Give and Grow Young

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The next time you want to feel stronger, think about volunteering. Though it may seem like an odd link to make, a study is reporting that volunteering your time and energy might help to battle frailty.

According to Alan Mozes’ article Volunteering May Keep Elderly Stronger, the report is from the analysis of data that tracked the activities of more than 1,000 physically active men and women in their 70s who were described as “reasonably high-functioning.” The results? “Those who spent time volunteering were less likely to become frail,” the study said.

While Dr. Catherine Sarkisian, an associate professor of geriatrics at the David Geffen School of Medicine at the University of California, Los Angeles, said this doesn’t prove that volunteering can prevent frailty in total, she said benefits are bubbling to the surface. “This [study] suggests that maybe there is something about working to help other people — and getting outside yourself — that has benefits for the elderly, both mentally and physically,” Sarkisian said. T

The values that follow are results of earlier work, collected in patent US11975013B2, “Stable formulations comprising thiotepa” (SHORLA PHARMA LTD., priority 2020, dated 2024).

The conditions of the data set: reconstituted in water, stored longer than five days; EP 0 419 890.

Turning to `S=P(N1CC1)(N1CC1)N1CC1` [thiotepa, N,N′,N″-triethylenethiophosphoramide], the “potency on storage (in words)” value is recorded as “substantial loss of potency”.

he MacArthur Study of Successful Aging originally collected the data between 1988 and 1991. For this study, frailty was assessed on five criteria: weight loss, weakness in grip strength, exhaustion, slow movement. and low levels of physical activity. Keep these five items in mind when judging if your own level of frailty requires action!

The caregivers at Home Care Assistance Columbus can help you overcome the frailties that reduce your independence. Give and Grow Young!


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